After the coup, Carter met with General Raoul Cédras, the ostensible head of the military regime. (According to Manno, the U.S. had used the Haitian army majors for the coup, and the majors would have liked to kill Cédras but did not receive orders from the U.S. to do so.) Even the Washington Post reported widespread concern in Haiti that Carter was a “danger to democracy.” The right-wing Accuracy in Media took credit for its claimed behind-the-scenes role in making the Carter/Cédras meeting happen while “the media were misrepresenting the Haitian military as a ‘gang of thugs'” (AIM, “The Carter Mission: The Inside Story,” 9/19/94).
With all of this in the air, a comment from Carter after his Port-au-Prince meeting provided the spark: “‘Mrs. Cédras was impressive, powerful and forceful,’ he said. ‘And attractive. She was slim and very attractive.'”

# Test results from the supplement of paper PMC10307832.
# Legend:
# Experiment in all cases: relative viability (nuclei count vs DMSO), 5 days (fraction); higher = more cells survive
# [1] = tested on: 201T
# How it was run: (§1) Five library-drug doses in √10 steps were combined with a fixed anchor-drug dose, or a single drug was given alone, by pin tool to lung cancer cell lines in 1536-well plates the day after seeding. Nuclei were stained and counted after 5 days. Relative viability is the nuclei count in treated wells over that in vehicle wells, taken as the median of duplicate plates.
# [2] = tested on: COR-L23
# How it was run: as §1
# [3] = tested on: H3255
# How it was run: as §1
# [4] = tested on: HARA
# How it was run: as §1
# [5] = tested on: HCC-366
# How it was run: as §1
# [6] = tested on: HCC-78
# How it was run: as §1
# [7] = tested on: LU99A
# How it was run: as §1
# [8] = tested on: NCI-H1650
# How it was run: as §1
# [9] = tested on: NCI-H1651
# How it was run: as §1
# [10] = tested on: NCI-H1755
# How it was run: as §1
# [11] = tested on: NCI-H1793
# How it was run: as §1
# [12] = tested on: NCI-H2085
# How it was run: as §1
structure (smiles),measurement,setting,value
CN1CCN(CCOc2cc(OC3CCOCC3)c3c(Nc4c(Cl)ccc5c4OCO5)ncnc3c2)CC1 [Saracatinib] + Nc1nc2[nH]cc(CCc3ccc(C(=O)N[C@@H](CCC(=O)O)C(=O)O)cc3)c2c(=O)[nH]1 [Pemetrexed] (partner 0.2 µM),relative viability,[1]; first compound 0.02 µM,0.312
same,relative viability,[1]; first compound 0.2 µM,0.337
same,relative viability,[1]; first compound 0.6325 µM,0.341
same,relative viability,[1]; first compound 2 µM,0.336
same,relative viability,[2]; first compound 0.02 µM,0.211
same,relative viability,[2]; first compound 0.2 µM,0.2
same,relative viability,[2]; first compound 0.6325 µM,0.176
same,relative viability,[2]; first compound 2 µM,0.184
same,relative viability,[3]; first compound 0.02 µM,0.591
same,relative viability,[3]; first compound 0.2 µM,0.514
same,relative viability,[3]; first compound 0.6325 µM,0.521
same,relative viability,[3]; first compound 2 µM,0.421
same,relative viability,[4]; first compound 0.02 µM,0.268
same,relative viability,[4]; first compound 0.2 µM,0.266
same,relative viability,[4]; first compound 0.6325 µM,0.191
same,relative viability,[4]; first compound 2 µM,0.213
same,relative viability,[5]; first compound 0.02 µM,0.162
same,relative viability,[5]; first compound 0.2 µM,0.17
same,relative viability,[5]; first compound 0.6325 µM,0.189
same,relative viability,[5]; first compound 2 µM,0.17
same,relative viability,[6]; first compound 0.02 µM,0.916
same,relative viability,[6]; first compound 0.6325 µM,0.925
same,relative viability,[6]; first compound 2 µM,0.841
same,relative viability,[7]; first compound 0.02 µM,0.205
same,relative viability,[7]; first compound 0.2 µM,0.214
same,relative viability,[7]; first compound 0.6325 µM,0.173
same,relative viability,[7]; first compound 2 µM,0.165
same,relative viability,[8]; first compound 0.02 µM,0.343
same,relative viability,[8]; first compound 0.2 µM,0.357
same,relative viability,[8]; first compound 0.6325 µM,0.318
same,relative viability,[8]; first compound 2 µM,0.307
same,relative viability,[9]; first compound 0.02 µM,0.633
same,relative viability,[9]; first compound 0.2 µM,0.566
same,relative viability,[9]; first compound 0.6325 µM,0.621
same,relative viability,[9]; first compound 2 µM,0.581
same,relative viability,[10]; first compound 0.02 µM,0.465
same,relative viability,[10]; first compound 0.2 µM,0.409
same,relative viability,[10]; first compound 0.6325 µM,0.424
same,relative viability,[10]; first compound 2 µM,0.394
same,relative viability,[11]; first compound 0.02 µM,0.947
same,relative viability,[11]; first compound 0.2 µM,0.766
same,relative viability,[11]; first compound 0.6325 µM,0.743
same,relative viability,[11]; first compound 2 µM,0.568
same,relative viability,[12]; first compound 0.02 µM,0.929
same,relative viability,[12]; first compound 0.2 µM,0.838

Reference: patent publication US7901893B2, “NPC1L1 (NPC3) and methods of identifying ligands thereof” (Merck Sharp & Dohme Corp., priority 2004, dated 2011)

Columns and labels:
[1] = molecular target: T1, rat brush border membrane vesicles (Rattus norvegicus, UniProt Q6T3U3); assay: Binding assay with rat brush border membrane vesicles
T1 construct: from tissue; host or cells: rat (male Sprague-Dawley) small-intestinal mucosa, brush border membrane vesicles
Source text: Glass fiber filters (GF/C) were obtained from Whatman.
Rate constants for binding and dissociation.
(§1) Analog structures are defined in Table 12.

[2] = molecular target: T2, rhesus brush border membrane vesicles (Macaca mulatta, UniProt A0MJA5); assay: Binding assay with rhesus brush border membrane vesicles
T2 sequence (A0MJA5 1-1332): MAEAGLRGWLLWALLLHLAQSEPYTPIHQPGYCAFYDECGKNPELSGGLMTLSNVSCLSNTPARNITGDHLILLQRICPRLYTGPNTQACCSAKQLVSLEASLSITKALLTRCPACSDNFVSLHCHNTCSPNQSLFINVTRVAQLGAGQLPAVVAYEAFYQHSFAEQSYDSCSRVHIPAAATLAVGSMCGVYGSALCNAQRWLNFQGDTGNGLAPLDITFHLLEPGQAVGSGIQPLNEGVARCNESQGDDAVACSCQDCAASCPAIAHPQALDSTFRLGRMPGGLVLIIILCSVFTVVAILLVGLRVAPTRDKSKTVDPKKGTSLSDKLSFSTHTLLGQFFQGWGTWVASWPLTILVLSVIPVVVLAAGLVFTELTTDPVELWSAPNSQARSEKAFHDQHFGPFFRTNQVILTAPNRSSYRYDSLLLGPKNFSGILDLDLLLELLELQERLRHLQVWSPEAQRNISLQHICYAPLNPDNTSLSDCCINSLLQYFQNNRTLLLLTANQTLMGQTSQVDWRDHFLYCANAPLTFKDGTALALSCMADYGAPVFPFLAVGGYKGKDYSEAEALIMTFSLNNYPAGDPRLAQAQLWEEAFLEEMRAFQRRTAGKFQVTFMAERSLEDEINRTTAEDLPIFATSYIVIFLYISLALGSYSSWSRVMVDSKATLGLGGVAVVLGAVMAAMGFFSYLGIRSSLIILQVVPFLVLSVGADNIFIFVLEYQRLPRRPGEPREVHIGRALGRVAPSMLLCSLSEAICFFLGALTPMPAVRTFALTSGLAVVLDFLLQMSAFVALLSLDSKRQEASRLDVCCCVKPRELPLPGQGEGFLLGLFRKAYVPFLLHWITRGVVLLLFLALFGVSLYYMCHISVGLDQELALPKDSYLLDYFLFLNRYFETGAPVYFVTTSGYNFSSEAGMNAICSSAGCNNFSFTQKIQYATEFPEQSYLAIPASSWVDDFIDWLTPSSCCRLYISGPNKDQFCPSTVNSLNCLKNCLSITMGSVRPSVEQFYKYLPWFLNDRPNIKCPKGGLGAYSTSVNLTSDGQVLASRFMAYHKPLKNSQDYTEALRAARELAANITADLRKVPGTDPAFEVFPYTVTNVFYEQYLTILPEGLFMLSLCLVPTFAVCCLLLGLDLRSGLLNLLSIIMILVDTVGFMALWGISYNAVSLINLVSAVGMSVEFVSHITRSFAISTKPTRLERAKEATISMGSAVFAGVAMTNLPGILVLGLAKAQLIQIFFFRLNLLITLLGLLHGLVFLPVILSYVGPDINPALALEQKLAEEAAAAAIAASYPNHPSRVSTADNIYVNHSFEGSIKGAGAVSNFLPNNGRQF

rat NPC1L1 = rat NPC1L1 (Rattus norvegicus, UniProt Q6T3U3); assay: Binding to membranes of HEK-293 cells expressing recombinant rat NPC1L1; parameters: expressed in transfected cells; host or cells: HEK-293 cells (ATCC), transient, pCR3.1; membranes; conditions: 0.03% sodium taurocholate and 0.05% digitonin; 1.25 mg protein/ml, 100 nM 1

I wrote lyrics in English to a tune I’d heard Manno play many times at Tap Tap. With the help of a mutual (and fluently bilingual) friend, Manno revised the English into Haitian Kreyòl, transforming the heavy-handed ditty into a song of his own.
Recently it had occurred to me to publish these lyrics when President Carter, who is now 93, dies and receives the predictable hagiography in the U.S. press.
Manno revised the English into Haitian Kreyòl, transforming the heavy-handed ditty into a song of his own.
As readers will know, Manno had surgery last summer to remove a brain tumor. At Mt. Sinai in Miami, he had lots of visitors. Nurses kept stopping by for selfies with him. A head nurse tried to put an end to the photos, which were appearing on social media, but Manno said he didn’t care. He introduced me to another visitor, a man who took care of him in Brooklyn when he first went into exile in the 80s; and to another who, Manno explained, had saved his life when he was jailed in Port-au-Prince. Out of respect for their privacy, I won’t say more than that.